Transforming Oil & Gas Environmental Compliance Through a Connected Approach
Companies must consider the effect emissions have on their field personnel.
- By Sean Stinson
- Sep 01, 2021
In recent years, the oil & gas industry has faced increased regulatory pressure as governments around the world seek to reduce a variety of emissions commonly generated by refineries, drill sites and platforms and processing plants.
This trend gained additional momentum on June 30, 2021, when U.S. President Joe Biden signed a bill that repealed previously rolled back regulations on methane emissions from oil & gas operations. The U.S. Environmental Protection Agency’s Clean Air Act provides yet another set of guidelines for the industry. Others have proposed a wide range of policies to limit or penalize methane gas leaks that would add to the list of requirements for oil & gas companies. Required tactics would include proactive leak detection, facility repair and hazard mitigation or the establishment of gas capture rate minimums.
In addition to added regulatory pressure, oil & gas companies must also consider the effect emissions have on their field personnel. Many cases result in both short- and long-term risks such as toxic gas exposures and flammable hazards that can impact workers’ health or even result in death.
The presence of hazardous substances can also have a large impact on quality of life and mental wellbeing both at, and away, from the workplace. Leading groups such as the National Safety Council have taken notice, creating programs such as the Work to Zero initiative that focuses on eliminating workplace fatalities by 2050 through the use of safety technology.
As environmental compliance requirements and workforce health and safety challenges continue to increase, oil & gas companies are tasked with reducing greenhouse gas emissions while maintaining production levels and profitability. These efforts require a strong collaboration between safety and operations teams and can be challenging. Yet, they represent a transformative shift in approach in the industry toward a greater focus on public health and industry sustainability.
Connected Safety’s Role in Oil & Gas Sustainability
In recent years, connected technology has grown in popularity in the consumer space, from tracking an Uber’s location on our phones to monitoring our heart rate on our wrists. Similar technology has made its way to the industrial sector, where it can enhance worker safety, amplify gas detection and play a major role in organizations’ emissions reduction programs.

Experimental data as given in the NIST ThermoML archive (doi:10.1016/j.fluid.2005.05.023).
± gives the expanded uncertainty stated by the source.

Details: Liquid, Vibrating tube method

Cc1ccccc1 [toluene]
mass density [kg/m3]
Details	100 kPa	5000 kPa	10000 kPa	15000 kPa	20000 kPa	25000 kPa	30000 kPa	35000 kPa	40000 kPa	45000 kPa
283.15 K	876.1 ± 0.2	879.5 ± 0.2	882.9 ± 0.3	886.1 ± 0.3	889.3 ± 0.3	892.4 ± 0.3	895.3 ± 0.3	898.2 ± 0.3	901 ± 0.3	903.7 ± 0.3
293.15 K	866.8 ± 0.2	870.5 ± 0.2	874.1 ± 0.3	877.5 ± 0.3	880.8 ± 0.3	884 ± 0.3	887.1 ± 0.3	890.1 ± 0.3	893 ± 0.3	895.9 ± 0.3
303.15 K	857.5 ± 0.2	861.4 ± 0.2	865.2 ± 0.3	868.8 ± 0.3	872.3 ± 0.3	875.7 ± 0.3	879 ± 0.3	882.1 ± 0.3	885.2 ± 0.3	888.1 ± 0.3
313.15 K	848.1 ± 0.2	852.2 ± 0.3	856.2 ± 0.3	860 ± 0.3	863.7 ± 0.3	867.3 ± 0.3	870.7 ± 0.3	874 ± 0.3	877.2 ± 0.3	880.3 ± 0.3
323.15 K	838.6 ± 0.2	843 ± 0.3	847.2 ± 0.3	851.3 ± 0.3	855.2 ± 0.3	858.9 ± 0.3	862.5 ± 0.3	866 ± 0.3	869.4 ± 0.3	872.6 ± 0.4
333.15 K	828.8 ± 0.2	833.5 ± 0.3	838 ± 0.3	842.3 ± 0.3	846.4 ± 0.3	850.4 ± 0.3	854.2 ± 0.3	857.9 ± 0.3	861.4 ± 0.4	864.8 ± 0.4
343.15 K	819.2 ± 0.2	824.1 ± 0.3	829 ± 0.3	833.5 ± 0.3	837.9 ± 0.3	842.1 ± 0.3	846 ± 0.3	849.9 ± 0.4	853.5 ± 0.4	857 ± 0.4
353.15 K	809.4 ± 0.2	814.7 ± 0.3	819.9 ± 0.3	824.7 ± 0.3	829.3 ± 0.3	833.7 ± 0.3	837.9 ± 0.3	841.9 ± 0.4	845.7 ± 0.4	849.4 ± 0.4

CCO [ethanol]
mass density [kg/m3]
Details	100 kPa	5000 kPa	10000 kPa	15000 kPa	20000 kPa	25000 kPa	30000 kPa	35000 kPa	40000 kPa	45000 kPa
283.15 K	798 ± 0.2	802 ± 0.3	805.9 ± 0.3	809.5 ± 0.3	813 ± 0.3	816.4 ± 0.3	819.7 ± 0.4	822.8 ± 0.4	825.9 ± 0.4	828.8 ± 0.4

Connected safety technology empowers companies using cloud-based hardware, software and data analytics solutions to integrate workers and workplaces, in real-time, into a cohesive ecosystem. When devices automatically collect situational data throughout the worker’s shift and then stream it directly to a cloud-based portal where it is filtered and organized for investigation, it is possible for organizations to identify gas release and environmental hazards before they become critical. For those who choose to advance beyond traditional beep-and-flash compliance monitors, it has never been simpler to gain complete situational awareness of their oil & gas operations, including fugitive gas leaks in a facility.
For these reasons and many more, connected safety is revolutionizing industrial HSE, presenting an opportunity for the oil & gas industry to address its environmental challenges without impacting business productivity.
Achieving Full Worksite Visibility
Through the capabilities of connected safety, oil & gas companies can now reach a new level of access and visibility into the activity, opportunities and threats across a worksite. Whether personnel are working in groups or alone, the comprehensive situational awareness empowers safety managers and industrial hygienists with data-driven insights that enable informed decision making and the advanced ability to mitigate risk.